The US government shutdown is continuing (as of this writing – 10/16) and people are bemoaning the closing of many of the national parks (really quite a tragedy — I realize they don’t have the funding to run them, but it’s keeping people from experiencing our great country!). While I believe Mount Rushmore is now open, at one point I read that it was not only closed, but access roads not in the park to where you could view it were also closed.
So – for your viewing pleasure – and complements of LegoLand- I give you Mount Rushmore —
Notice that George is having his ears cleaned!! lol
I received HOW TO MAKE FRIENDS AND MONSTERS from my friends at Zondervan and gave it to my 4th grader to read. Here’s the blurb from Amazon on it:
Some Friends Are Just Worth Making For Howard Boward, science genius, making friends in middle school is hard. The other kids have more fun creatively expanding Howard’s name than actually hanging out, as in How-weird or How-Lame. . So, why not actually make a friend? A little wonder putty, some DNA, a few accidentally spilled chemicals and—boom!—instant friend. Monster friend, that is. Franklin ends up being cool in middle school, and he helps Howard climb the uber-popular ladder, becoming How-Cool. But the new fame and friendship isn’t exactly everything Howard hoped. Turns out real friendship might not be so simple, even when you create your own friends from scratch.
Mini Me says that the theme of this book is it’s hard to be a new kid. Overall, she says it is really funny and fun to read. It had some hard words, but not too many. At 352 pages, she was fine with it, but it may seem like a long book to some. We made sure we got a copy for our school library!
Just in time for Halloween! Dan Newman’s THE CLEARING is a suspenseful story within a story. In 1976 four boys were playing the swamps and woods of St. Lucia when one of them dies. The others decide to keep the events surrounding his death secret and instead blame it on island superstition: the monster Bolum. Time passes and while lives are irreparably changed by the child’s death, life does go on.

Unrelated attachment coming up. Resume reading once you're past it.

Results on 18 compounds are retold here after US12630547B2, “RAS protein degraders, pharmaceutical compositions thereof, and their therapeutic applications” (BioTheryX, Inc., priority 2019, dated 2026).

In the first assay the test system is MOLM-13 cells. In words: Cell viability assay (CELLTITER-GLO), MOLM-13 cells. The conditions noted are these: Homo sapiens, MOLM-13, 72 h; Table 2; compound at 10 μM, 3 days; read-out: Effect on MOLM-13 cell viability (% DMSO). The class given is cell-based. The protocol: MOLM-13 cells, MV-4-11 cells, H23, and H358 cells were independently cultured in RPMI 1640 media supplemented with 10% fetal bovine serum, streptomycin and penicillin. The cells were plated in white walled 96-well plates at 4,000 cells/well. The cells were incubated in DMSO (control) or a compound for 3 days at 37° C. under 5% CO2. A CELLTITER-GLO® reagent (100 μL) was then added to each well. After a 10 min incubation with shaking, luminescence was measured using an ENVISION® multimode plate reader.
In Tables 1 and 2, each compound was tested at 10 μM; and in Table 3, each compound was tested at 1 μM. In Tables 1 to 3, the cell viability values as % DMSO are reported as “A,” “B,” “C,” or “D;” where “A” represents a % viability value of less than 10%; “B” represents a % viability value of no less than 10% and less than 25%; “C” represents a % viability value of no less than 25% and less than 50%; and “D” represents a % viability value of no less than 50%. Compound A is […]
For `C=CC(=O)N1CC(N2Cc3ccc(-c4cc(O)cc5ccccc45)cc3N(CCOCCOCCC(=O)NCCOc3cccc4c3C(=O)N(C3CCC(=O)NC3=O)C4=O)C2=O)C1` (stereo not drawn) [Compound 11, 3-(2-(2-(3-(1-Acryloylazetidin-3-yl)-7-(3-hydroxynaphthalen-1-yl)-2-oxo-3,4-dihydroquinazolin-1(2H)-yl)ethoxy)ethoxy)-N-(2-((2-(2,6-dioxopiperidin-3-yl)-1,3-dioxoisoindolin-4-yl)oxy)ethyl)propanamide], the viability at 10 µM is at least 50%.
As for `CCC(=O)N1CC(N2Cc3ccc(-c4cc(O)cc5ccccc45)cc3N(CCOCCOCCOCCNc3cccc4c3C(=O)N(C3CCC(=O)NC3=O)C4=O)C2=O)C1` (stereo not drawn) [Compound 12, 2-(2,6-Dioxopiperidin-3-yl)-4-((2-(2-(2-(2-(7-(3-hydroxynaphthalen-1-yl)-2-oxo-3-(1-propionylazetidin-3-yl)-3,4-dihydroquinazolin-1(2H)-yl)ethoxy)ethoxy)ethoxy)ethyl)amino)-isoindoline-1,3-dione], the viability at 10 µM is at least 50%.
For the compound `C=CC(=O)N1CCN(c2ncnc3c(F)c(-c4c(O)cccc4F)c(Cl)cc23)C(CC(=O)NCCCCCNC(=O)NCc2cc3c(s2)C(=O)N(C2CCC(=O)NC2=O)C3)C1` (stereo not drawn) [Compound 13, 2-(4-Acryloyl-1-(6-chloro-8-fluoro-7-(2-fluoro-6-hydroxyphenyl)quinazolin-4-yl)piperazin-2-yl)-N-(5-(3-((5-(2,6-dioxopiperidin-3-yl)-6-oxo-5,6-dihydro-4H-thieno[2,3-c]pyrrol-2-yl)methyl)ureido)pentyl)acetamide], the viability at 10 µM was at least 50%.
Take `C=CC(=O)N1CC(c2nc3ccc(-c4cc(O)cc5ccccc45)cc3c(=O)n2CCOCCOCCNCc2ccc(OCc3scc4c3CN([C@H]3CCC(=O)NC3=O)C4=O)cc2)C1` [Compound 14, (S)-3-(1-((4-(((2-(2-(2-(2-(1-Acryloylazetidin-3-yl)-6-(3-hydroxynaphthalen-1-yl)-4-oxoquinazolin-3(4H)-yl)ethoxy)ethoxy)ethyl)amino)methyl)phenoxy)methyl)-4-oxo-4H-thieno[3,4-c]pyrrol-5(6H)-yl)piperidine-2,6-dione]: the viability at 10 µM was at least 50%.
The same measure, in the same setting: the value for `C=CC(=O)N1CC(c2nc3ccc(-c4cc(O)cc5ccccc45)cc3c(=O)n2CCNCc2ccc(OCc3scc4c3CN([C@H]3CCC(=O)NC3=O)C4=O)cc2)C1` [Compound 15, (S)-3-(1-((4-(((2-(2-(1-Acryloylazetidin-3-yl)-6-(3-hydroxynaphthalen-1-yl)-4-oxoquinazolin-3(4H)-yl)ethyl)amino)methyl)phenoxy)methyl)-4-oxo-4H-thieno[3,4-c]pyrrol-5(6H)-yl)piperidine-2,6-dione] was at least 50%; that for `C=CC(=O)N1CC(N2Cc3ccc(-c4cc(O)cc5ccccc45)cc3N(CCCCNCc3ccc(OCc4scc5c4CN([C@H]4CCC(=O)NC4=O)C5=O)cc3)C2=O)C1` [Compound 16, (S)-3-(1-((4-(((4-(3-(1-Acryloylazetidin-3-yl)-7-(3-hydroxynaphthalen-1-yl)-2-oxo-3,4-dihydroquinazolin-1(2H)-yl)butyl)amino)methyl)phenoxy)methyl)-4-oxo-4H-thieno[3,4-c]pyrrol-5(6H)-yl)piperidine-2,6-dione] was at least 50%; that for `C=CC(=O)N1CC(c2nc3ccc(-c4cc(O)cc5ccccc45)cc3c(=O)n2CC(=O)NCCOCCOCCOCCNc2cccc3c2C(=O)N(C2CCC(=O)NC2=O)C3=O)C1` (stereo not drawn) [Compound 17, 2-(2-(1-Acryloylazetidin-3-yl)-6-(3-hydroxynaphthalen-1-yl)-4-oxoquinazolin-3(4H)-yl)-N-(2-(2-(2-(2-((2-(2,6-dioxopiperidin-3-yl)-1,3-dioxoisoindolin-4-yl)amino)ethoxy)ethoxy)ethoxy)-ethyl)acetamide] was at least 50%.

Fast forward forty years to present day, and our hero, Nate, is returning to the island to put old ghosts to rest. However, in doing so, Nate opens up old wounds and upsets the precarious balance of society on the island. Soon he is being followed and attacked by scary men wielding sacrificed animals and vials of blood. Someone is trying to hush up the events of that night and will stop at nothing to keep Nate and anyone who helps him quiet.
I enjoyed reading this novel which read quickly and was rather thrilling. At the end things tied up pretty neatly, and I felt that Newman expounded the final conclusions a bit too much (just in case someone couldn’t figure it out on their own, I guess); however, all in all, I enjoyed this light read and kept going to the end. A little fantastic – yes. A good read for the Halloween season – yes!
I got mine as an ARC from Net Galley (Exhibit A Publishers) – thanks!
If you read my blog, you know I enjoy reading books by a former student (now grown up!), Trilby Kent. Trilby published SILENT NOON this summer in Great Britain and Canada. I was able to get it on Kindle here in the States.
In SILENT NOON, it is the early 1950’s, and Barney Holland is sent on scholarship to a boys’ boarding school in England. Post-war England is still recovering and the boys are a scrappy lot. Barney doesn’t fit well with the others, and finds a companion in the older (but troubled) pupil Ivor. Then one of the teacher’s daughters starts attending school as the only girl (she was sent home from her boarding school) and she and Barney form an unlikely friendship. Unfortunately, all the plots converge into a somewhat traumatic and unsettling ending.
There’s a lot going on in this book: peer relationships, budding sexuality, a ghost story, and more. Trilby has a wonderful way of making post-war Britain come alive. The details of daily life are quite vivid and one can feel both the coldness of the dormitory and the coldness of the relationships. One note: if you are looking for a neatly tied up ending with full resolution to all plot lines, this isn’t the read for you! I really enjoyed it, and it kept me thinking about it afterwards.
You can see it on Amazon for Kindle, where I got mine.